Inclusion in Faith: Jewish Support

Yet another faith community is to rally in support of marriage equality. I have not had much to say bout Jewish attitudes, as the faith is way outside my experience, but I have a sense that this community has moved further, more quickly, on LGBT acceptance than other groups. This is something I am hoping to explore further. If so, there are grave implications for the other two “people of the book”, including Christians who rest a major part of their opposition on readings of the Hebrew books of Genesis 19 (Sodom) and Leviticus 18 & 2o.  If the Jews themselves no longer take those as normative, why do we?

From LoHud.com (Lower Hudson Valley)

New Rochelle temple to host rally for same-sex marriage

In December, the sate Senate rejected a bill that would have allowed gay couples to marry. For advocates of same-sex marriage, like the kulanu committee of Temple Israel of New Rochelle, the vote was a big disappointment.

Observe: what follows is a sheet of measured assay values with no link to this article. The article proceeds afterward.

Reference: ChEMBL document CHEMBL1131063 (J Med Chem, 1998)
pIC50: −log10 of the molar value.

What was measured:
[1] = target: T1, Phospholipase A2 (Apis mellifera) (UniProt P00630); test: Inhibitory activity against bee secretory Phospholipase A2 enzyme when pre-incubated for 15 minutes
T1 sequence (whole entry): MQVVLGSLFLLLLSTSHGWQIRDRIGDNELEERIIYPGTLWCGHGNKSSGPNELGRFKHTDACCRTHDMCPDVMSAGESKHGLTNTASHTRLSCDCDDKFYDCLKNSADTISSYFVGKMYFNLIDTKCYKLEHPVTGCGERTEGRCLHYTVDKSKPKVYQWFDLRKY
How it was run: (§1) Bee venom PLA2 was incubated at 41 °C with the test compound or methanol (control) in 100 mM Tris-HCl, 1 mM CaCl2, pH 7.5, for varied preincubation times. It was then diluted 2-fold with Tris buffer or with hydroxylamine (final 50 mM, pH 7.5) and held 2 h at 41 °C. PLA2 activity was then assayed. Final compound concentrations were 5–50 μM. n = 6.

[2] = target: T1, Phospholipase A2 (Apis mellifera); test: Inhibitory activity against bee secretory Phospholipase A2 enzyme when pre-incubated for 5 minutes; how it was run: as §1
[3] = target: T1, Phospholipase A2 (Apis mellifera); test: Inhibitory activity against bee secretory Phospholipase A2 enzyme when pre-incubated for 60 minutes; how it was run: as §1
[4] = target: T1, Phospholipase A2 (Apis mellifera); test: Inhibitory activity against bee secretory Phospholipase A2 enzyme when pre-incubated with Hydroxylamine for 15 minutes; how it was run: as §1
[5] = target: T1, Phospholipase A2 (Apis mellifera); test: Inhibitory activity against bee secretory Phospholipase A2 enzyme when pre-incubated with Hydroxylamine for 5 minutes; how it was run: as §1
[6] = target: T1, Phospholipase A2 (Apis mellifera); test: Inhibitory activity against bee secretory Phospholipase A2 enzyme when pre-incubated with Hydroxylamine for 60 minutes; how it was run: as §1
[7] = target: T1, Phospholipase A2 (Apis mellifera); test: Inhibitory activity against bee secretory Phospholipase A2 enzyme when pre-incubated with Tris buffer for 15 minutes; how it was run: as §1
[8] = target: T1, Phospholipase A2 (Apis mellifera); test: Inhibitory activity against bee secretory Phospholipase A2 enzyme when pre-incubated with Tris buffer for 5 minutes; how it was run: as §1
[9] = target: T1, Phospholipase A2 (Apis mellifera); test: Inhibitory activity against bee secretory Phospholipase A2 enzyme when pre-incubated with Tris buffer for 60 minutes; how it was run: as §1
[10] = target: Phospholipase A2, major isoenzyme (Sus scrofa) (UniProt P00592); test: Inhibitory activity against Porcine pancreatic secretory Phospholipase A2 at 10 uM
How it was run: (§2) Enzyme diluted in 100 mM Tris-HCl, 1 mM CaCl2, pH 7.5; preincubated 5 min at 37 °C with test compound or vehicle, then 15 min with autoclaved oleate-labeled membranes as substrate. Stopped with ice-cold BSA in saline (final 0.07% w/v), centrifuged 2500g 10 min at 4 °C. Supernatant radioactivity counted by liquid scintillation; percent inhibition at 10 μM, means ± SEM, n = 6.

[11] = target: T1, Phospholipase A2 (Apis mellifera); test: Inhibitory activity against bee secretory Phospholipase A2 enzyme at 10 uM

“Everybody was so upset. We felt we had to do something,” said Mitchell Tarnopal, a committee member and New Rochelle resident.

To show its support for gay marriage, the committee will hold a rally from noon to 3 p.m. Sunday at the temple with other religious institutions from Westchester County.

Many religious institutions perform weddings for same-sex couples, but those marriages are not recognized by the state.

Linda Barat, co-chair of the committee, said she wanted to educate the public about the issues surrounding same-sex marriage, including the benefits denied unmarried couples.

“We really want people to understand there are so many rights that are not given in a civil union versus a marriage,” said Barat, who got involved in advocacy after her teenage son told her he was gay.

Barat helped found the kulanu, or “all of us,” committee two years ago to support and advocate for the lesbian, gay, bisexual and transgender community.

Tarnopal rallied for civil rights in the 1960s.

He compared the gay marriage ban to the discrimination that interracial couples once faced.

“We would be much better off if we all had the same rights,” he said.

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